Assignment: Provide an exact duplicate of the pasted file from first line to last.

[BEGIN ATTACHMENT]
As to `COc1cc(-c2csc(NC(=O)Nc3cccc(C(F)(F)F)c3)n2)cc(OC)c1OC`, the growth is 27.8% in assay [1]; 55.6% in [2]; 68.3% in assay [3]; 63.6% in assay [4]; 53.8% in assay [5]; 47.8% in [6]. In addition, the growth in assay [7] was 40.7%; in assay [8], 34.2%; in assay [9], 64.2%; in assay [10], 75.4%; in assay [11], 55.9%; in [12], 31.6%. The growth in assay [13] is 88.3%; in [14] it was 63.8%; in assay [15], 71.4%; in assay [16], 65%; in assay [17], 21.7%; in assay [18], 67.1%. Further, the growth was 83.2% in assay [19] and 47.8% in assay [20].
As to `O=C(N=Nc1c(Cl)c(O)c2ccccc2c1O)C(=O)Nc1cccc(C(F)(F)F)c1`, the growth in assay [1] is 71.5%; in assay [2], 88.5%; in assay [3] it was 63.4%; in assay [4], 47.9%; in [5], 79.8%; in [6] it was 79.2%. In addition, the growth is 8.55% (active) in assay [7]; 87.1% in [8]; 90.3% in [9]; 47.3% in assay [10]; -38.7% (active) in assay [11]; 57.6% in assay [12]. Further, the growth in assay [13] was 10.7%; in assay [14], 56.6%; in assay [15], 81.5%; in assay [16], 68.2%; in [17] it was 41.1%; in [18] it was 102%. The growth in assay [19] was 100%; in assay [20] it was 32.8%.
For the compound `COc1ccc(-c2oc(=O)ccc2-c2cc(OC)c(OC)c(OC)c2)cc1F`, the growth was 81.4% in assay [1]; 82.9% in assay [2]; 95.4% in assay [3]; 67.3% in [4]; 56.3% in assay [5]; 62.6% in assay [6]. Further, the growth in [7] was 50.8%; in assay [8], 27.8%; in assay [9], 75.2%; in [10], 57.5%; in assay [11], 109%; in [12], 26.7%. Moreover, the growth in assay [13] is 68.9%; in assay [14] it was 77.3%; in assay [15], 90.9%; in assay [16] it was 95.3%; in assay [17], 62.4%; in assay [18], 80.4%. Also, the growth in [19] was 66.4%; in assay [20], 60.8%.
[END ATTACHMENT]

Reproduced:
As to `COc1cc(-c2csc(NC(=O)Nc3cccc(C(F)(F)F)c3)n2)cc(OC)c1OC`, the growth is 27.8% in assay [1]; 55.6% in [2]; 68.3% in assay [3]; 63.6% in assay [4]; 53.8% in assay [5]; 47.8% in [6]. In addition, the growth in assay [7] was 40.7%; in assay [8], 34.2%; in assay [9], 64.2%; in assay [10], 75.4%; in assay [11], 55.9%; in [12], 31.6%. The growth in assay [13] is 88.3%; in [14] it was 63.8%; in assay [15], 71.4%; in assay [16], 65%; in assay [17], 21.7%; in assay [18], 67.1%. Further, the growth was 83.2% in assay [19] and 47.8% in assay [20].
As to `O=C(N=Nc1c(Cl)c(O)c2ccccc2c1O)C(=O)Nc1cccc(C(F)(F)F)c1`, the growth in assay [1] is 71.5%; in assay [2], 88.5%; in assay [3] it was 63.4%; in assay [4], 47.9%; in [5], 79.8%; in [6] it was 79.2%. In addition, the growth is 8.55% (active) in assay [7]; 87.1% in [8]; 90.3% in [9]; 47.3% in assay [10]; -38.7% (active) in assay [11]; 57.6% in assay [12]. Further, the growth in assay [13] was 10.7%; in assay [14], 56.6%; in assay [15], 81.5%; in assay [16], 68.2%; in [17] it was 41.1%; in [18] it was 102%. The growth in assay [19] was 100%; in assay [20] it was 32.8%.
For the compound `COc1ccc(-c2oc(=O)ccc2-c2cc(OC)c(OC)c(OC)c2)cc1F`, the growth was 81.4% in assay [1]; 82.9% in assay [2]; 95.4% in assay [3]; 67.3% in [4]; 56.3% in assay [5]; 62.6% in assay [6]. Further, the growth in [7] was 50.8%; in assay [8], 27.8%; in assay [9], 75.2%; in [10], 57.5%; in assay [11], 109%; in [12], 26.7%. Moreover, the growth in assay [13] is 68.9%; in assay [14] it was 77.3%; in assay [15], 90.9%; in assay [16] it was 95.3%; in assay [17], 62.4%; in assay [18], 80.4%. Also, the growth in [19] was 66.4%; in assay [20], 60.8%.